2747 History of Modern Mideast 19-20th Century
3cr | MW 1:25-2:15 | Fahmy, Z

For description see NES 2674

2827 China and the World
3cr | MW 8:40-9:55 | Carlson, A

In this course we study the dramatic rise of China through reviewing major developments in contemporary Chinese foreign policy since the establishment of the People's Republic of China (PRC), and more specifically concentrating on major developments in Chinese foreign policy during the 1980s and 1990s. Such a wide-ranging survey of Chinese foreign policy will involve not only a consideration of the evolution of China’s relations with its major bilateral partners, but also an investigation of how China has defined its broader relationship with the international system. In addition, students will be asked to consider which causal factors have been of primary importance in motivating Chinese behavior. (IR)

2947 Global Thinking
4cr | MW 2:55-4:10 | Miller, R

For description see PHIL 1940

3021 Social Movements in American Politics
4cr | TR 11:40-12:55 | Sanders, E

Analyzing a variety of movements from the late 19th century to the present, this course seeks answers to the following questions: What social and political conditions gave rise to these movements? What determined success or failure (and how should those terms be defined)? How do social movements affect political processes and institutions (and vise-versa)? What is their legacy in politics and in patterns of social interaction? The major movements analyzed are populism; progressivism; labor; socialism; women’s suffrage, the contemporary gender equality movement; protest movements of the 1930’s; civil rights; SDS and antiwar movements of the 60s; environmentalism; the 1980’s anti-nuclear (weapons) movement; gay rights; and the new religious right. Some theoretical works will be used, but most of our theoretical explorations will be inductively derived, from studies of actual movements and the difficulties they faced. (AM)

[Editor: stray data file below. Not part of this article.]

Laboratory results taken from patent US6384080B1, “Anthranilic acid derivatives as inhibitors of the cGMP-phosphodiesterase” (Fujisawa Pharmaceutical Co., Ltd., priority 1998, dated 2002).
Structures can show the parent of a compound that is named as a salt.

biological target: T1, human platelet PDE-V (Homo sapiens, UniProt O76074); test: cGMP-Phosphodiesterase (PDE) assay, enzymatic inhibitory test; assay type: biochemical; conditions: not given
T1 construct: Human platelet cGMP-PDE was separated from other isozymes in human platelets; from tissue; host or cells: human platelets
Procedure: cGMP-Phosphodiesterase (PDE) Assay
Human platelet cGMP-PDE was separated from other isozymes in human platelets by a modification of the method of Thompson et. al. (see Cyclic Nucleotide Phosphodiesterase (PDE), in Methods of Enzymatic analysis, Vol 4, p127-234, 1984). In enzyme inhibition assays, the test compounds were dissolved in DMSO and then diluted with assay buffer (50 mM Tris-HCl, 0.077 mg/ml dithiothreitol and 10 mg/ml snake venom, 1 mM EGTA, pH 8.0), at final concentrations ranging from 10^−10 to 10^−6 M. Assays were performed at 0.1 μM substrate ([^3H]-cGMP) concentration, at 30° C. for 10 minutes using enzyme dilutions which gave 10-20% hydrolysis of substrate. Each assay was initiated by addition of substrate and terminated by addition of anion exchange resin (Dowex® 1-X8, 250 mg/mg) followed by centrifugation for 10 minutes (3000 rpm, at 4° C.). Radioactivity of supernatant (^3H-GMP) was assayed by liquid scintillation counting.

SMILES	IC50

3063 Society and Party Politics
4cr | MW 8:40-9:55 | Van Morgan, S

For description see SOC 3070

3181 The U.S. Congress
4cr | MWF 2:30-3:20 | Shefter, M

The role of Congress in the American political system. Topics to be discussed: the political setting within which Congress operates, the structure of Congress, the salient features of the legislative process, and recent congressional behavior in a number of policy areas.

3259 European Union and Its Social Model
4cr | MW 10:10-11:25 | Jacobi, O

For description see ILRIC 3320

3281 Constitutional Politics: The US Supreme Court
4cr | MW 8:40-9:55 | Chutkow, D

The course investigates the role of the Supreme Court in American politics and government. It traces the historical development of constitutional doctrine and the Court’s institutional role in government. Discussed are major constitutional law decisions, their political contexts, and the social and behavioral factors that affect federal court jurisprudence.

3313 Middle Eastern Politics
4cr | TR 11:40-12:55 | Patel, D